Newt Gingrich's alleged request for an open marriage and Mitt Romney's tax returns took center stage at last night's Republican debate, but perhaps the candidates should have been focusing on a different issue if they want to win.
In 15 out of 16 states that are battleground areas for the election, home values have fallen an average of 16 percent since October 2008, according to a report from the Progressive Policy Institute. That's compared to an average drop of 11.8 percent for American homeowners overall between 2007 and 2009.
And if candidates don't come up with an adequate plan to address the housing crisis, they could be facing voters' wrath. Romney was already assailed by critics in December for comments he made in an interview with the Las Vegas Review-Journal suggesting that the foreclosure process should be allowed to run its course.
"No doubt, every contender for the White House will have a jobs plan," the the authors wrote in the PPI report. "But no economic plan can be complete without an equally robust plan to rebuild housing -- and in particular, to rebuild housing wealth."
Nearly four years after the housing crash helped to pave the way for a financial crisis, home prices may still have yet to bottom out. Home prices fell 2.5 percent in December from a year ago, according to the National Association of Realtors. But the news isn't all bad. The supply of U.S. homes on the market plunged to a level not seen since 2005.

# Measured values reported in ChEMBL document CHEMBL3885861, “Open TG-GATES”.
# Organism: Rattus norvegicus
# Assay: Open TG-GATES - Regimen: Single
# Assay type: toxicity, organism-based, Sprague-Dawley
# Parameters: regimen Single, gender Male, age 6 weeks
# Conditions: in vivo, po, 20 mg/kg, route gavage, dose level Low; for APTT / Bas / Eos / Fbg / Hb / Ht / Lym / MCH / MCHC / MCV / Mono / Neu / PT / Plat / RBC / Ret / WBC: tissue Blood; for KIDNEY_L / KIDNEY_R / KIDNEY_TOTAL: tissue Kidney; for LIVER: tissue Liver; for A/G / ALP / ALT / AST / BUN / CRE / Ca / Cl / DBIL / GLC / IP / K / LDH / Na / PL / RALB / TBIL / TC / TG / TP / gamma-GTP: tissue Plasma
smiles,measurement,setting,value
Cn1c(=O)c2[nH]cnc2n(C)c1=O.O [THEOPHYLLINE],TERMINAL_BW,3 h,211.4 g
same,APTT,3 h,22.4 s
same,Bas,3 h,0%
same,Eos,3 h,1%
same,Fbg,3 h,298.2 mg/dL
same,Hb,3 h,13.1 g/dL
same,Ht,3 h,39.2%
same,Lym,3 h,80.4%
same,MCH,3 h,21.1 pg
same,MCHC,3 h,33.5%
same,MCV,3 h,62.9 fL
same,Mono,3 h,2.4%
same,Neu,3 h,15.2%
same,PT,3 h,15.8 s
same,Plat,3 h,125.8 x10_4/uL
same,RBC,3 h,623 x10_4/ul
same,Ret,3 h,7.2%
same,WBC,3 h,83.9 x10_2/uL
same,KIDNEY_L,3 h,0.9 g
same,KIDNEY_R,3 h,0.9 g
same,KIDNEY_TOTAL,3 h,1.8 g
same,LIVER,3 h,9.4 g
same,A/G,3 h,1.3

That could be because the glut of foreclosures on the market may be starting to finally clear. Foreclosure filings dropped dramatically last year, according to RealtyTrac. Though the drop points to recovery, it doesn't provide much solace for homeowners that are still struggling.
Nearly 12 million Americans are underwater -- or living in homes that are worth less than they owe on their mortgages, according to the PPI report. In the 16 battleground states the report focused on, median home prices plunged from an average of $167,231 in October 2008 to $27,913 in November 2011.
In Nevada, an important state for the election and the one of the hardest hit by the foreclosure crisis, 91 percent of homes saw their values drop in the last year. In Arizona, 72 percent of homes dropped in value last year.
The report offered some housing crisis fixes for the candidates to consider adopting. In one approach called "shared appreciation mortgages," lenders would allow borrowers to lower their balance on their mortgage loan in exchange for a share of any future appreciation if the owner sells the house. In another proposal, Congress would create a separate account within a 401(k) that would help first-time home buyers save for a house.